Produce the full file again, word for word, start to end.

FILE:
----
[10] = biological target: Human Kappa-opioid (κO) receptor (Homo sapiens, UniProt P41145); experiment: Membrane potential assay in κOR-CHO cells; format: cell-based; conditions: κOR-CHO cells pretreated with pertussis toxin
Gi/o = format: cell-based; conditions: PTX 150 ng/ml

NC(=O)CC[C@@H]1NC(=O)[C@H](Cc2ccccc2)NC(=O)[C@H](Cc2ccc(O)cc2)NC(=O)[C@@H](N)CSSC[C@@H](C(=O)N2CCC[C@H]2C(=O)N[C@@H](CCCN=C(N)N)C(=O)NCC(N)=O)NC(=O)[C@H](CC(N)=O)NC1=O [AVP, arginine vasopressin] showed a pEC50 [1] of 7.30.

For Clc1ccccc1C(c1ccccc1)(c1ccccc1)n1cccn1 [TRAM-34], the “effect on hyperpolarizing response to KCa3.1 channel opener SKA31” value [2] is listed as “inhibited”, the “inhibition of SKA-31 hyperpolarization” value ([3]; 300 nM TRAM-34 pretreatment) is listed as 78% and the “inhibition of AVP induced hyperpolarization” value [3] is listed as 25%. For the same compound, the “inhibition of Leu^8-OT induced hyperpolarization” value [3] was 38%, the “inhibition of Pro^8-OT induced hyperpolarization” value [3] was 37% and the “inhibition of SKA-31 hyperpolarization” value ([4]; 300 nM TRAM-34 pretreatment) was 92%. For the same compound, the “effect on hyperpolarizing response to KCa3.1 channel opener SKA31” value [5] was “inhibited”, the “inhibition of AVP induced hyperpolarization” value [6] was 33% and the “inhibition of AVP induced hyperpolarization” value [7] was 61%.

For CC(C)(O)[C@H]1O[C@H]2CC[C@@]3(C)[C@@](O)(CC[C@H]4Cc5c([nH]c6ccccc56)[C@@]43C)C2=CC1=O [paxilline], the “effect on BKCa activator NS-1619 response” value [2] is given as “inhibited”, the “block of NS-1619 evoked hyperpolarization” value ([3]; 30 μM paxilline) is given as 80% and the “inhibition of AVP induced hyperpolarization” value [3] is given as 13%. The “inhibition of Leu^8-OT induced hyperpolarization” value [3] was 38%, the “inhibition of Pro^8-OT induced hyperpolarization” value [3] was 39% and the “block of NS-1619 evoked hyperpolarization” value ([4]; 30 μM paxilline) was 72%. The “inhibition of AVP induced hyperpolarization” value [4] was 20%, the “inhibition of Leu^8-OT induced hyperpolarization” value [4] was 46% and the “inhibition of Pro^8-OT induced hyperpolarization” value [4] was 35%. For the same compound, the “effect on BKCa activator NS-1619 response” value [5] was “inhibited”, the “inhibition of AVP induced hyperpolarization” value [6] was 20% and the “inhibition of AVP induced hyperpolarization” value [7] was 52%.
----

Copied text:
[10] = biological target: Human Kappa-opioid (κO) receptor (Homo sapiens, UniProt P41145); experiment: Membrane potential assay in κOR-CHO cells; format: cell-based; conditions: κOR-CHO cells pretreated with pertussis toxin
Gi/o = format: cell-based; conditions: PTX 150 ng/ml

NC(=O)CC[C@@H]1NC(=O)[C@H](Cc2ccccc2)NC(=O)[C@H](Cc2ccc(O)cc2)NC(=O)[C@@H](N)CSSC[C@@H](C(=O)N2CCC[C@H]2C(=O)N[C@@H](CCCN=C(N)N)C(=O)NCC(N)=O)NC(=O)[C@H](CC(N)=O)NC1=O [AVP, arginine vasopressin] showed a pEC50 [1] of 7.30.

For Clc1ccccc1C(c1ccccc1)(c1ccccc1)n1cccn1 [TRAM-34], the “effect on hyperpolarizing response to KCa3.1 channel opener SKA31” value [2] is listed as “inhibited”, the “inhibition of SKA-31 hyperpolarization” value ([3]; 300 nM TRAM-34 pretreatment) is listed as 78% and the “inhibition of AVP induced hyperpolarization” value [3] is listed as 25%. For the same compound, the “inhibition of Leu^8-OT induced hyperpolarization” value [3] was 38%, the “inhibition of Pro^8-OT induced hyperpolarization” value [3] was 37% and the “inhibition of SKA-31 hyperpolarization” value ([4]; 300 nM TRAM-34 pretreatment) was 92%. For the same compound, the “effect on hyperpolarizing response to KCa3.1 channel opener SKA31” value [5] was “inhibited”, the “inhibition of AVP induced hyperpolarization” value [6] was 33% and the “inhibition of AVP induced hyperpolarization” value [7] was 61%.

For CC(C)(O)[C@H]1O[C@H]2CC[C@@]3(C)[C@@](O)(CC[C@H]4Cc5c([nH]c6ccccc56)[C@@]43C)C2=CC1=O [paxilline], the “effect on BKCa activator NS-1619 response” value [2] is given as “inhibited”, the “block of NS-1619 evoked hyperpolarization” value ([3]; 30 μM paxilline) is given as 80% and the “inhibition of AVP induced hyperpolarization” value [3] is given as 13%. The “inhibition of Leu^8-OT induced hyperpolarization” value [3] was 38%, the “inhibition of Pro^8-OT induced hyperpolarization” value [3] was 39% and the “block of NS-1619 evoked hyperpolarization” value ([4]; 30 μM paxilline) was 72%. The “inhibition of AVP induced hyperpolarization” value [4] was 20%, the “inhibition of Leu^8-OT induced hyperpolarization” value [4] was 46% and the “inhibition of Pro^8-OT induced hyperpolarization” value [4] was 35%. For the same compound, the “effect on BKCa activator NS-1619 response” value [5] was “inhibited”, the “inhibition of AVP induced hyperpolarization” value [6] was 20% and the “inhibition of AVP induced hyperpolarization” value [7] was 52%.